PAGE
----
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New statement without variable declaration  RSS feed

 
Arco Brouwer
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While studying for my OCAJP 8 exam, I encountered a code snippet in a practice question that looked something like:



I first thought that this code should not compile, because of the part, but I was surprised that it actually compiled correctly.
Is this a good practice to execute a method this way or was it just a way to trick me?

 
Pete Letkeman
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This code looks familiar, did it by chance come from Jeanne Boyarsky and Scott Selikoff Java 8 OCA Study guide?

I'm not sure if this is good practice or not. I would not recommend it as it could be lost when reviewing/maintaining the code. That being said there are times when knowing how to do something like this could be handy and I'm sure that the test will have trickier questions then this.
 
Arco Brouwer
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Pete Letkeman wrote:This code looks familiar, did it by chance come from Jeanne Boyarsky and Scott Selikoff Java 8 OCA Study guide?


You are right, I modified it a bit, but the example comes from the Study guide.
 
Carey Brown
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It works because the "new" has a higher precedence than the "." operator.
So it's the same as if you'd written
It's a good idea to become comfortable with this syntax because it exists in lots of production code.
 
Arco Brouwer
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Thank you! The main thing I'm wondering about, is that this is only a statement to let the Lion roar and not to bind it to an variable. Since it compiles, it tells me that the syntax is correct, but why should you use a statement like this?

In the meanwhile I studied a little further, and wouldn't it be better to use a static method for this? In this way you can call the roar method directly from the class?
 
Pete Letkeman
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There are reasons to use static methods, however there are also reasons not to. One should not assume that they know the original intention of the programmer unless it is well documented especially when coming back to the code weeks (or more) later.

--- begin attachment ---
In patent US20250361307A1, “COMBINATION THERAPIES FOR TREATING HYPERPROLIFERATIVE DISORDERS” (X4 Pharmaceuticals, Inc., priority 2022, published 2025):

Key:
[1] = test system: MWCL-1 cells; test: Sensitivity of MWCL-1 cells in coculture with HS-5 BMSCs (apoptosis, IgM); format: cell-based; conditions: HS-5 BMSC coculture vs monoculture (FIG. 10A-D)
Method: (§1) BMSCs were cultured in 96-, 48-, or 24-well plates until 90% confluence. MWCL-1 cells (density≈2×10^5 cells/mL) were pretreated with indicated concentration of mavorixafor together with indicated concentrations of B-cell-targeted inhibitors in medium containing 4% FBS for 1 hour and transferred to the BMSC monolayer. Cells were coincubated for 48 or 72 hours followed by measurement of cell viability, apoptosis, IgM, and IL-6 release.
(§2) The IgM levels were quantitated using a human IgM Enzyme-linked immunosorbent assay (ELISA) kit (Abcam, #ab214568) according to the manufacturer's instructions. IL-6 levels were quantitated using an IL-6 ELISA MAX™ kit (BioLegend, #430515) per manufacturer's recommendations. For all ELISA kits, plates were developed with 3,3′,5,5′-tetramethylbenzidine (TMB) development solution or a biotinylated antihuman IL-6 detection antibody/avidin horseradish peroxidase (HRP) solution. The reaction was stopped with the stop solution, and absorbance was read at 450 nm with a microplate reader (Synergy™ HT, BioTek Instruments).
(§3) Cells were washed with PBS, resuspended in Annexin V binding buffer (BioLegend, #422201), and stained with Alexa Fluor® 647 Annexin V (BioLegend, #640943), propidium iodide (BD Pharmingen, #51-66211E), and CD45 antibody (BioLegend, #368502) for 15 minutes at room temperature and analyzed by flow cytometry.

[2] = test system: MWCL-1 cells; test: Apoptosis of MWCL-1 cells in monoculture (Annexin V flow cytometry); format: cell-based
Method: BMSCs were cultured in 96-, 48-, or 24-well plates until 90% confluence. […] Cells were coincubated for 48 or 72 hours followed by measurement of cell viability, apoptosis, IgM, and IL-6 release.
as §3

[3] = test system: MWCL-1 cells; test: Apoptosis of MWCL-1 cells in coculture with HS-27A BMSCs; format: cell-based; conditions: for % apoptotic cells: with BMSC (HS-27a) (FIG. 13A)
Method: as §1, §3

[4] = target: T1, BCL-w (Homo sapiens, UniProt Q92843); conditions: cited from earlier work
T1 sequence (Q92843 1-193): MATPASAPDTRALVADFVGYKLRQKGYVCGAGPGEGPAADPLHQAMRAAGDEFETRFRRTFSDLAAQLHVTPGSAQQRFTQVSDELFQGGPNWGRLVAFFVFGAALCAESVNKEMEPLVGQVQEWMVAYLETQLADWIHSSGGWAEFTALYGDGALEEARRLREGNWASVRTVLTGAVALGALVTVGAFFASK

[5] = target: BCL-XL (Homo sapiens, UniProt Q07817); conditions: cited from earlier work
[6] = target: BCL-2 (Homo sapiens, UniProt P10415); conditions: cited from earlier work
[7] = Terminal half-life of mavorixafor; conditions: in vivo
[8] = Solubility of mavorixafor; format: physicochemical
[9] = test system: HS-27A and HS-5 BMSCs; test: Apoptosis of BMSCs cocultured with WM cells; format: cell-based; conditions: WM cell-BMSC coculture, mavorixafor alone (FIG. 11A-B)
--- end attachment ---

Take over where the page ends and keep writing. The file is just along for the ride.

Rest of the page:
I know for me, in the past, sometimes I started off trying to create a program with a specific goal in mind, but then after the client and/or manager changed their minds I had to change the goal. And when changing the goal I looked back at what I did and maybe I re-purposed a line or two of code.

For something small like these few lines of code, sure static would work. As to if it is better or not that depends on what else the program is doing. I'm sure that there are plenty of resource out there which go into depth on static methods vs instance methods and I don't thing that one rule applies to everything.

That is my take on this at least,
Pete
 
Pete Letkeman
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To follow up, items this posting are not anything a beginner should be concerned about.

On my Windows 10 system:
  • if I used static then the size of Lion.class is 472 bytes.
  • if I used version listed in this post then the size of Lion.class is 484 bytes.


  • If you choose to, you can use the tool javap https://docs.oracle.com/javase/8/docs/technotes/tools/windows/javap.html to get a look under the hood and see what is in the class file.

    Again, this is not something a beginner needs to worry about, and it is NOT on the OCA 808 exam.
     
    Knute Snortum
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    Arco Brouwer wrote:The main thing I'm wondering about, is that this is only a statement to let the Lion roar and not to bind it to an variable. Since it compiles, it tells me that the syntax is correct, but why should you use a statement like this?

    You could write
    but seasoned programmers will notice that you don't need the lion variable, so why create it?  That's why
    is a Java idiom.

    In the meanwhile I studied a little further, and wouldn't it be better to use a static method for this? In this way you can call the roar method directly from the class?

    For new programmers, the rule of thumb is, If there isn't a really good reason to make a member static, don't.  A good reason might be that you want to create a constant, like pi, if there wasn't already Math.PI.  A bad reason would be, I have all my code in main.  Note that in the source of Math.java, you see:
     
    Arco Brouwer
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    Knute Snortum wrote: but seasoned programmers will notice that you don't need the lion variable, so why create it?  That's why

    Thank your for the replies.
    The reason I asked this question was for me to understand whether or not it is useful to use statements like this. From a beginners perspective I think I will stick to the Class newClass = new Class() statement.
    But since sentences like this occur a couple of times in the book and in some practice exams I use, I was a bit confused, but it is more clear to me now!
     
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